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Breaking the Hollywood Race Barrier: Did the 74th Annual Academy Awards Really Open Anydoors?

StoryMarch 27, 2002
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Yesterday on Democracy Now! we began a long and sometimes heated discussion about race, representation, and theentertainment industry. The discussion came just a day Halle Berry became the first African American woman to earnan Academy Award for best actress. She won for her role in "Monster’s Ball", in which she played a grief-strickenmother who becomes involved with her husband’s racist executioner. Just minutes after her big win, Denzel Washingtonwon the award for best actor for his role as a corrupt LA cop in the movie "Training Day." It was only the secondtime in Oscar history that an African American man had won that award. The first was Sidney Poitier, who was alsohonored at this year’s Oscars for his brilliant and barrier-breaking career in film.

Well, we continue now with our discussion of Sunday’s Academy Awards. Did they really open any doors? And what kindof alternative does the world of independent film really offer to mainstream Hollywood? We begin with actress RubyDee, a pioneer in the struggle to break down Hollywood’s race-barrier.

Guests:

  • Ruby Dee, stage, film and TV actress, published novelist, poet and columnist for the AmsterdamNews. Dee won acclaim on Broadway in Lorraine Hansberry’s ground-breaking "A Raisin in the Sun" in 1959, and wenton to work with Sidney Poitier in several films and Broadway productions. She played Mother Sister in Spike Lee’s "Dothe Right Thing" and the soft-hearted mother in Lee’s "Jungle Fever." Dee and her husband and frequent co-star OssieDavis are longtime activists in the civil rights movement.
  • Dr. Clara Rodriguez, Professor, Department of Sociology & Anthropology, Fordham University. She is theauthor of ??Latin Looks: Images of Latinos and Latinas in U.S. Media and ??Changing Race: Latinos, the Censusand the History of Ethnicity in the United States.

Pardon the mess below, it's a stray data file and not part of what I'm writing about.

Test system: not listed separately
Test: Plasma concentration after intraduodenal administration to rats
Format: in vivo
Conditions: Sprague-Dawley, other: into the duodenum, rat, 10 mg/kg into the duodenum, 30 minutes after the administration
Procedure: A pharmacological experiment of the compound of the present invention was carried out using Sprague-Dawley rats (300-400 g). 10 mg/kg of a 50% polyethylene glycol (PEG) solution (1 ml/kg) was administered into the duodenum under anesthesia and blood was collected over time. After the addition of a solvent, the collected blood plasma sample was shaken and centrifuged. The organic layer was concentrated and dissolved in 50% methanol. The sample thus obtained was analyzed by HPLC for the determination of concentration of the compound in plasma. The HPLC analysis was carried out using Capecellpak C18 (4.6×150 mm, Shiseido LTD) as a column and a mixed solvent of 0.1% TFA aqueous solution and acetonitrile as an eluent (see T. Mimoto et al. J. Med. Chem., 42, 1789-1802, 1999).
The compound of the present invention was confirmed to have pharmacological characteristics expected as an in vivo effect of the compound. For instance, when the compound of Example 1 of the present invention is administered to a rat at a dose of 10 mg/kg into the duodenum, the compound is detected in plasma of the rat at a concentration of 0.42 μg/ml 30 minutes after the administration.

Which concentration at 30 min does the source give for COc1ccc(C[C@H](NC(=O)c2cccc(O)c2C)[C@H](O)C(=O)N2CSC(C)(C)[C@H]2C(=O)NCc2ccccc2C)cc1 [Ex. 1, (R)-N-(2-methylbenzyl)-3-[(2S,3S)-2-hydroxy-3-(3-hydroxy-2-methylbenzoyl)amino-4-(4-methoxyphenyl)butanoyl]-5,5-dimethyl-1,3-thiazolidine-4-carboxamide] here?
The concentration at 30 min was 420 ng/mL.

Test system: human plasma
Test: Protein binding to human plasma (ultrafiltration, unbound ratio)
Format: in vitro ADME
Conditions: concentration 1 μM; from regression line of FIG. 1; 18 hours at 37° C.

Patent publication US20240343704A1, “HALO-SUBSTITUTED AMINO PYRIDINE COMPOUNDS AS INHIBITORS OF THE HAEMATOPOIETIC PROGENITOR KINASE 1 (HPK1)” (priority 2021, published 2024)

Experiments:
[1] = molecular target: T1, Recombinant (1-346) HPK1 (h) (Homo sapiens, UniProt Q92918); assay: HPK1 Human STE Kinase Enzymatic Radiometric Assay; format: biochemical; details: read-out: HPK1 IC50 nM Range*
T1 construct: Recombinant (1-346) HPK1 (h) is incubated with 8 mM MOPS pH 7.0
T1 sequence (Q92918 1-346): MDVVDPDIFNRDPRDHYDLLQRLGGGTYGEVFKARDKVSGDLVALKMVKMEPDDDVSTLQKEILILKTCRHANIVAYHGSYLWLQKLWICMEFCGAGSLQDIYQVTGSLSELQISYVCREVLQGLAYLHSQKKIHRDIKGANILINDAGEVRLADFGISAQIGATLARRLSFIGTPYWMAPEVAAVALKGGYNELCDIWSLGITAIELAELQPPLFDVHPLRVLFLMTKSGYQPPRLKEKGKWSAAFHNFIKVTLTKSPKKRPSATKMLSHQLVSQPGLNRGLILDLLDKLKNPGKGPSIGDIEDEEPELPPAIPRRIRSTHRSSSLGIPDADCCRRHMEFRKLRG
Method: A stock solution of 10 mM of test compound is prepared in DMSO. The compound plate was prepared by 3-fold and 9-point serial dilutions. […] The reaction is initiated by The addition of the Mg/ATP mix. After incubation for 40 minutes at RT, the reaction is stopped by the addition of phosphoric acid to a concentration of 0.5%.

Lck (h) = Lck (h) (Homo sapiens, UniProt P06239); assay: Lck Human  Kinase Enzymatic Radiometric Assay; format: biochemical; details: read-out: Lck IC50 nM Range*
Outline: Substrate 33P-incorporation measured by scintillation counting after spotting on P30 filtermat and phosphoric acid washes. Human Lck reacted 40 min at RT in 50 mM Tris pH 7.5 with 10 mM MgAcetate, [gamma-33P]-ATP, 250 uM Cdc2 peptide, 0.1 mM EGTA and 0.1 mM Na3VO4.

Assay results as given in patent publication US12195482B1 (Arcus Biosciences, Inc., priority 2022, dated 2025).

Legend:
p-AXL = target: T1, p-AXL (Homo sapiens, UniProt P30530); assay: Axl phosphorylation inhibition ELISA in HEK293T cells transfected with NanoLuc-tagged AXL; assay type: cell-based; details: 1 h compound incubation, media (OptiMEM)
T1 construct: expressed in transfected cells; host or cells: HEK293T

• Jack Shaheen, media critic and author of ??Reel Bad Arabs: How Hollywood Vilifies a People.
  • Michele Wallace, feminist scholar, author, and professor of English at the City College of New York. Sheis the author of the ground-breaking ??Black Macho and the Myth of the Superwoman, which was published in 1979.She was just 26. Other books she has written since include ??Black Popular Culture, and ??InvisibilityBlues. She also has a forthcoming book with Duke University Press called ??Dark Designs: Race, Gender andVisual Culture.
  • Richard Wesley, assistant professor of screenwriting and playwriting in the Department of Dramatic Writingat NYU. He wrote the screenplay for "Uptown Saturday Night" and the follow-up film "Lets Do It Again," both starringSidney Poitier and Bill Cosby.
  • Armond White, Film critic, New York Press. He is formerly head of the New York Film Critics’ Circle. He is the author of ??The Resistance: Ten Years of Pop Culture that Shook the World.

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